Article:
Stephen E Ambrose Popular Books

Stephen E Ambrose Biography & Facts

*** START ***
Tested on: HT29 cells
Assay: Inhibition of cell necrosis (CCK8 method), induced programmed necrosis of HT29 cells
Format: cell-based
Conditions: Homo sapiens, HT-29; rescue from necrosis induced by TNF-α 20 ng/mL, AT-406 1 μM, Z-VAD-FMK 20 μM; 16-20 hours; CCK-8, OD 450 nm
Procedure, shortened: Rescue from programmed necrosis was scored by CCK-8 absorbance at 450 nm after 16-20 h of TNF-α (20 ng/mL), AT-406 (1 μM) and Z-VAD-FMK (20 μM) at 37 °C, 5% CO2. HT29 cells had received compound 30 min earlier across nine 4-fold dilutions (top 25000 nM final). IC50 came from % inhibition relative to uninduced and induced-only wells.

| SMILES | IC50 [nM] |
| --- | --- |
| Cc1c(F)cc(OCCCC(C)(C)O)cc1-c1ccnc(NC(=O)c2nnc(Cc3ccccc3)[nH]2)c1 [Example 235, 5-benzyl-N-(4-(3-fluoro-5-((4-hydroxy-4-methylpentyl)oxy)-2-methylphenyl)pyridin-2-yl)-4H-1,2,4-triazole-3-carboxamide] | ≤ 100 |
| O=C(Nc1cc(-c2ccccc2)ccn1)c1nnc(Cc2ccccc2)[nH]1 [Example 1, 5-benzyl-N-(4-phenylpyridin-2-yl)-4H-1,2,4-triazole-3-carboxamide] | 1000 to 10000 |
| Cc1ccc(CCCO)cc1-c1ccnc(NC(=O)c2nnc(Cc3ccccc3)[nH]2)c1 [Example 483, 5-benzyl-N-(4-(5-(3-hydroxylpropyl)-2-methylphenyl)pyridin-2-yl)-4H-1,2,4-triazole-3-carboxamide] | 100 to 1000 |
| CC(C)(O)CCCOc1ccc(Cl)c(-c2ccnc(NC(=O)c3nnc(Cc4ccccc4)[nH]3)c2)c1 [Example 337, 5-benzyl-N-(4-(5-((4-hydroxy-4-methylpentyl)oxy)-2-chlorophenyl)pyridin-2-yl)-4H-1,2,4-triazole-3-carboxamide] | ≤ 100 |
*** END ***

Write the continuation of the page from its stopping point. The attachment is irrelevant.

Stephen Edward Ambrose (January 10, 1936 – October 13, 2002) was an American historian, most noted for his biographies of U.S. Presidents Dwight D. Eisenhower and Richard Nixon. He was a longtime professor of history at the University of New Orleans and the author of many bestselling volumes of American popular history. Despite numerous well-documented allegations of plagiarism and inaccuracies in his writings, in a review of To America: Personal Reflections of an Historian for The New York Times, high school teacher William Everdell credited Ambrose with reaching "an important lay audience without endorsing its every prejudice." Early life and education Ambrose was born January 10, 1936, in Lovington, Illinois, to Rosepha Trippe Ambrose and Stephen Hedges Ambrose. His father was a physician who served in the U.S. Navy during World War II. Ambrose was raised in Whitewater, Wisconsin, where he graduated from Whitewater High School. His family also owned a farm in Lovington, Illinois, and vacation property in Marinette County, Wisconsin. He attended college at the University of Wisconsin–Madison, where he was a member of Chi Psi fraternity and played on the University of Wisconsin football team for three years.Ambrose planned to major in pre-medicine, but changed his major to history after hearing the first lecture in a U.S. history class entitled "Representative Americans" in his sophomore year. The course was taught by William B. Hesseltine, whom Ambrose credits with fundamentally shaping his writing and igniting his interest in history. While at Wisconsin, Ambrose was a member of the Navy and Army ROTC. He graduated with a B.A. in 1957. Ambrose received a master's degree in history from Louisiana State University in 1958, studying under T. Harry Williams. Ambrose then went on to earn a Ph.D. from the University of Wisconsin–Madison in 1963, under William B. Hesseltine. Career Academic positions Ambrose was a history professor from 1960 until his retirement in 1995. From 1971 onward, he was a member of the University of New Orleans faculty, where he was named the Boyd Professor of History in 1989, an honor given only to faculty who attain "national or international distinction for outstanding teaching, research, or other creative achievement". During the 1969–1970 academic year, he was the Ernest J. King Professor of Maritime History at the Naval War College. While teaching at Kansas State University as the Dwight D. Eisenhower Professor of War and Peace during the 1970–1971 academic year, Ambrose participated in heckling of Richard Nixon during a speech the president gave on the KSU campus. Given pressure from the KSU administration and having job offers elsewhere, upon finishing out the year Ambrose offered to leave and the offer was accepted. His opposition to the Vietnam War stood in contrast to his research on "presidents and the military at a time when such topics were increasingly regarded by his colleagues as old fashioned and conservative." Ambrose also taught at Louisiana State University (assistant professor of history; 1960–1964) and Johns Hopkins University (associate professor of history; 1964–1969). He held visiting posts at Rutgers University, the University of California, Berkeley, and a number of European schools, including University College Dublin, where he taught as the Mary Ball Washington Professor of American History.He founded the Eisenhower Center at the University of New Orleans in 1989 with, "The mission of the Eisenhower Center is the study of the causes, conduct, and consequences of American national security policy and the use of force as an instrument of policy in the twentieth century." He served as its director until 1994. The center's first efforts, which Ambrose initiated, involved the collection of oral histories from World War II veterans about their experiences, particularly any participation in D-Day. By the time of publication of Ambrose's D-Day, June 6, 1944: The Climactic Battle of World War II, in 1994, the center had collected more than 1,200 oral histories. Ambrose donated $150,000 to the Center in 1998 to foster additional efforts to collect oral histories from World War II veterans. Writings Ambrose's earliest works concerned the American Civil War. He wrote biographies of the generals Emory Upton and Henry Halleck, the first of which was based on his dissertation.Early in his career, Ambrose was mentored by World War II historian Forrest Pogue. In 1964, Ambrose took a position at Johns Hopkins as the Associate Editor of the Eisenhower Papers, a project aimed at organizing, cataloging and publishing Eisenhower's principal papers. From this work and discussions with Eisenhower emerged an article critical of Cornelius Ryan's The Last Battle, which had depicted Eisenhower as politically naîve, when at the end of World War II he allowed Soviet forces to take Berlin, thus shaping the Cold War that followed. Ambrose expanded this into a book, Eisenhower and Berlin, 1945: The Decision to Halt at the Elbe (1967). Ambrose was aided in the book's writing by comments and notes provided by Eisenhower, who read a draft of the book.In 1964, Ambrose was commissioned to write the official biography of the former president and five-star general Dwight D. Eisenhower. This resulted in a book on Eisenhower's war years, The Supreme Commander (1970), and a two-volume full biography (published in 1983 and 1984), which are considered "the standard" on the subject. Regarding the first volume, Gordon Harrison, writing for The New York Times, proclaimed, "It is Mr. Ambrose's special triumph that he has been able to fight through the memoranda, the directives, plans, reports, and official self-serving pieties of the World War II establishment to uncover the idiosyncratic people at its center." Ambrose also wrote a three-volume biography of Richard Nixon. Although Ambrose was a strong critic of Nixon, the biography was considered fair and just regarding Nixon's presidency.A visit to a reunion of Easy Company veterans in 1988 prompted Ambrose to collect their stories, turning them into Band of Brothers, E Company, 506th Regiment, 101st Airborne: From Normandy to Hitler's Eagle's Nest (1992). D-Day (1994), built upon additional oral histories, presented the battle from the view points of individual soldiers and became his first best seller. A reviewer for the Journal of Military History commended D-Day as the "most comprehensive discussion" of the sea, air, and land operations that coalesced on that day. Christopher Lehmann-Haupt, writing for The New York Times, proclaimed that "Reading this history, you can understand why for so many of its participants, despite all the death surrounding them, life revealed itself in that moment at that place." Ambrose's Citizen Soldiers, which describes battles fought in northwest Europe from D-Day through the end of the war in Europe, utilized, again, extensive oral histories. Citizen Soldiers became a best sel.... Discover the Stephen E Ambrose popular books. Find the top 100 most popular Stephen E Ambrose books.